This posting is one I send to the World Economic Forum recently and worthy of saving in my blog.
Some excellent thought provoking comments here on how the phenomenon of social networking has affected people’s lives and business pursuits. I’d like to comment on the three questions from a learning technologist point-of-view.
1. “How are social networks changing society?”
The changes that I see in the educational section of society are most encouraging and inclusive. Teachers and their students are putting social networks to good use for their teaching and learning. Changes observed include: increased communication, improved collaboration and enhanced cooperation. Teachers are now embracing and blending social networking activities into classes in schools, colleges and communities. There is a ‘shift’ in innovative thinking by teachers and a definite ‘upsurge’ of engagement for learners : in Australian vocational and educational training (VET) we thrive on and embed social networking into our personal learning networks.
2. “What are the most important implications and risks for society?”
The most important implication for society (IMHO) is the growth of ‘critical mass’ a stage of global communication that will enable and enhance humanitarian initiatives. This site and the World Economic Forum (annual meeting in DAVOS) for example is a great example of reaching out to networks and appealing to individuals to ‘care’ about world issues instantly and effectively. In educational circles the most important implications for ‘educational networking’ is the sharing of ideas, strategies and challenges – an effective approach to breaking down silos of information and encouraging a ‘change’ in attitude towards innovative teaching and learning. We’re beginning to opt for the term ‘educational networking’ to overcome some of the barriers from those who may perceive ‘social networking’ as frivolous – often leading to blocking sites because they are categorised as ‘social networking’. (Note: what a strange reason for denying access!)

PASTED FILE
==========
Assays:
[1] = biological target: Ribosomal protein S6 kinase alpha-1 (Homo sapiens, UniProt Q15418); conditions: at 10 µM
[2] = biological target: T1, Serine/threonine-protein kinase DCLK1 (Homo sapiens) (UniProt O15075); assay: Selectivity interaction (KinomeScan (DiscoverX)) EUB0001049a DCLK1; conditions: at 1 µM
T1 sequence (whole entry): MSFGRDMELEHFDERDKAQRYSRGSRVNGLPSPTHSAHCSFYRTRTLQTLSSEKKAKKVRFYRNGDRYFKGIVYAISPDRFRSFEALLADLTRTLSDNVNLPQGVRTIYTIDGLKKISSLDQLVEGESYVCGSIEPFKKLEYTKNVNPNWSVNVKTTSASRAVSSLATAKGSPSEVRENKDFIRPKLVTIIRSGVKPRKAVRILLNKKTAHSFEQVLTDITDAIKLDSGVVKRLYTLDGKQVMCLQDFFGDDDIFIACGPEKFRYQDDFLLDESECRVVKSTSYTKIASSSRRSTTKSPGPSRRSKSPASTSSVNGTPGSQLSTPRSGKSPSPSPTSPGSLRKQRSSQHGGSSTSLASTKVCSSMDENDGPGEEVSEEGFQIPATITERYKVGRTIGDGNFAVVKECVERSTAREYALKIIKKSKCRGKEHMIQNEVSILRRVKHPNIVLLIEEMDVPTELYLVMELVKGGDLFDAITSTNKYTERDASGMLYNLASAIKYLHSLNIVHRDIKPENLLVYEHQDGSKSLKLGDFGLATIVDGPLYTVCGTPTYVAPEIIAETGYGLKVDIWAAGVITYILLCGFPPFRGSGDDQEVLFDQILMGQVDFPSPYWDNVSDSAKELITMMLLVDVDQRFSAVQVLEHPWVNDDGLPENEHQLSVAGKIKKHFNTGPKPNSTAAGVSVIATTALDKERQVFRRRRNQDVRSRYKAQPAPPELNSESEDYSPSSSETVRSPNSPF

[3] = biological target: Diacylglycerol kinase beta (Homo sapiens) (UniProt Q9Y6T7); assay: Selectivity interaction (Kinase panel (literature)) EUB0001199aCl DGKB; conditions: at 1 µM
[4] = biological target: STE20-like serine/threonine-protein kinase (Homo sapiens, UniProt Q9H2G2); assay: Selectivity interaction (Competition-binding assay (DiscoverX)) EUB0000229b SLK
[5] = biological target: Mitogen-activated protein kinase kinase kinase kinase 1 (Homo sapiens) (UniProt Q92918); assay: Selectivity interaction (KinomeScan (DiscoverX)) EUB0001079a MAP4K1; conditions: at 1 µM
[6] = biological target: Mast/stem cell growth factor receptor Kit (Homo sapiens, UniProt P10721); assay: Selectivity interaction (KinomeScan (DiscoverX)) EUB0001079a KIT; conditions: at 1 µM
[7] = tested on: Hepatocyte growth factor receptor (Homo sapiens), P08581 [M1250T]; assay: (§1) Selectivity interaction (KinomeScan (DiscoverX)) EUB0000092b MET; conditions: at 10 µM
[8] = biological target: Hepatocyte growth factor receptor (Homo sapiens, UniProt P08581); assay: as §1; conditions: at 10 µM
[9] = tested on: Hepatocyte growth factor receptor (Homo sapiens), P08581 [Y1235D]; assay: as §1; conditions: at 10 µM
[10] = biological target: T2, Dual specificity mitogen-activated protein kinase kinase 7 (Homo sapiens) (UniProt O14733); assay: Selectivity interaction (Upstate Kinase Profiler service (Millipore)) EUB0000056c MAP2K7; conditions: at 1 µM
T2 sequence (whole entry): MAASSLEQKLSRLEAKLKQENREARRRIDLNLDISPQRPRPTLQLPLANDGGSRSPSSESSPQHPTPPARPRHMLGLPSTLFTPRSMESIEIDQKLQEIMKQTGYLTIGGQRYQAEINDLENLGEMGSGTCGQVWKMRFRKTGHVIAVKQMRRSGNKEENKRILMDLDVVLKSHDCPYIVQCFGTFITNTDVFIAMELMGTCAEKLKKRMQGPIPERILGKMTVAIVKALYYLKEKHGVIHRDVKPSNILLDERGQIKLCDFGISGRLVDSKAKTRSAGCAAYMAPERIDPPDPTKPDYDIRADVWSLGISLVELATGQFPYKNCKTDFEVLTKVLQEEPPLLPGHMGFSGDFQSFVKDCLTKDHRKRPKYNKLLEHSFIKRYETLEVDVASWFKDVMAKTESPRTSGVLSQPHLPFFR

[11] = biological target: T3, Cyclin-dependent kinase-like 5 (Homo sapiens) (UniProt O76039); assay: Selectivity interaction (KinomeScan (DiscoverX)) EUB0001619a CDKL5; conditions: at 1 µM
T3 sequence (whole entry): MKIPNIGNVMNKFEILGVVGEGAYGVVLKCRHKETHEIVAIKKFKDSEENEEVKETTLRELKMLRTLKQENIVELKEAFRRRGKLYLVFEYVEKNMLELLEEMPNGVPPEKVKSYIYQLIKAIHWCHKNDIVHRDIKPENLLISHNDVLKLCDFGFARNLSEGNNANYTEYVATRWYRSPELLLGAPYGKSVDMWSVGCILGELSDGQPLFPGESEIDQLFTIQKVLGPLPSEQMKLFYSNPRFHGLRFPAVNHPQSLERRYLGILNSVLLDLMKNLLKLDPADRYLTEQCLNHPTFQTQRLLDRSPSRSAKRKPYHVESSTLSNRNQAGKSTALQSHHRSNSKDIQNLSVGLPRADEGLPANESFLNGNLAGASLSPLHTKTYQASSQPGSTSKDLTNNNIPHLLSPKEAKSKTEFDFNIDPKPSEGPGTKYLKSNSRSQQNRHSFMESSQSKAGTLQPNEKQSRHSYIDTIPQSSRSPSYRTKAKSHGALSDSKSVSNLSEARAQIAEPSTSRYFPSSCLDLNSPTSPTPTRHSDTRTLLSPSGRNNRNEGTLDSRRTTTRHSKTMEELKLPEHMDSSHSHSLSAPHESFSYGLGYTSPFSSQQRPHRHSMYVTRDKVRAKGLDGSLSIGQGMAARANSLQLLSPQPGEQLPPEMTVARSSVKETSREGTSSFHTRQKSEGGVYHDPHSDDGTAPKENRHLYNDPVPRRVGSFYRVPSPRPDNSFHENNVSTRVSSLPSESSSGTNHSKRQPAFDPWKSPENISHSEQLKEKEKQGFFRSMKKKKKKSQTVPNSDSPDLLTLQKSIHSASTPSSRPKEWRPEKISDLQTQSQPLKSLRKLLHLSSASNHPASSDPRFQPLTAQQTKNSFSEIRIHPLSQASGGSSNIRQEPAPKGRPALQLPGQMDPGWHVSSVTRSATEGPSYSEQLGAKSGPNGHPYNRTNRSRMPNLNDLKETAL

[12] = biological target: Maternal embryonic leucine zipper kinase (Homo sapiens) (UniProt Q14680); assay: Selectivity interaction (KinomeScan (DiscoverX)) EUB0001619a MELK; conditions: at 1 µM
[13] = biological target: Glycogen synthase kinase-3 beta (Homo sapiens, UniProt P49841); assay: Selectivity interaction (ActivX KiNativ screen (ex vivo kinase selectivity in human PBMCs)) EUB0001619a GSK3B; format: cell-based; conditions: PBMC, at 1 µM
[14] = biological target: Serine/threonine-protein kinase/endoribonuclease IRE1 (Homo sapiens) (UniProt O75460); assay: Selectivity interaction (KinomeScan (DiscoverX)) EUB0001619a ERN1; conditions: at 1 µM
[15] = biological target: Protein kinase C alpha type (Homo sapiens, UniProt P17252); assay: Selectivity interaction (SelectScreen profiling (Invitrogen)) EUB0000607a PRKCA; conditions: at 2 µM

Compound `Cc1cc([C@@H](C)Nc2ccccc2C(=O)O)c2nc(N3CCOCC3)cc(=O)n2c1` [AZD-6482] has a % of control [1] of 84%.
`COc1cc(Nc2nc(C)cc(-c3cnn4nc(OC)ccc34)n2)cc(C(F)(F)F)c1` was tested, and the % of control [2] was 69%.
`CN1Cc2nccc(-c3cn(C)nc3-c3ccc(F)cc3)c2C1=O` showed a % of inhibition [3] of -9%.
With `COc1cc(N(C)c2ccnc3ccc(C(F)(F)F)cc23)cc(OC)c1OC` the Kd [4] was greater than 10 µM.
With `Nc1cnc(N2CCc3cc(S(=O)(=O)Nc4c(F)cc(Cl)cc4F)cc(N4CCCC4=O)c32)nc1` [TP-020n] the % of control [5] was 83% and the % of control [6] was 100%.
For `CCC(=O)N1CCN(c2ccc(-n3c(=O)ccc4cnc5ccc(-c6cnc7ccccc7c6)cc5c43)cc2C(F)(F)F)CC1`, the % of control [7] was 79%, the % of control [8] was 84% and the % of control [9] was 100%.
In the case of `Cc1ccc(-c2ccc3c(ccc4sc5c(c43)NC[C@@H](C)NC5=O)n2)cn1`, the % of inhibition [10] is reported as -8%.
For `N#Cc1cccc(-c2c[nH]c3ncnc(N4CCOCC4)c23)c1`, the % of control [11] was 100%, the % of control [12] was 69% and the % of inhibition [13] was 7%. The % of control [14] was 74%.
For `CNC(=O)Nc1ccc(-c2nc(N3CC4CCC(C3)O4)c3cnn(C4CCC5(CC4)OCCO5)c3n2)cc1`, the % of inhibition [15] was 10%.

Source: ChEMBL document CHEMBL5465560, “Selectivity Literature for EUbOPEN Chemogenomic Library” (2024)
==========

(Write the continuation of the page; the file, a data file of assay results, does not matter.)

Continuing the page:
I think that the biggest risk is that the ‘blockers’ will maintain their influence in our educational network environments through a skewed perception of what ‘social networking’ is really all about. WE need to OPEN their minds to the potentials of ‘educational networking’ practices, break down those barriers and seamlessly blending our online networks with our personal networks. Yes, Kaliya, I agree we need to EMPOWER. Yes, Dawn, I agree we need to CONNECT.
3. “What should individuals and institutions do to leverage the power of social networks and improve society?”
Individuals in educational circles are already benefiting from the connections they have made in networks in their communities, their states, their country and across the globe. Just look at the sheer numbers of networks that have emerged online in the last few years and the way in which their membership has grown exponentially. e.g.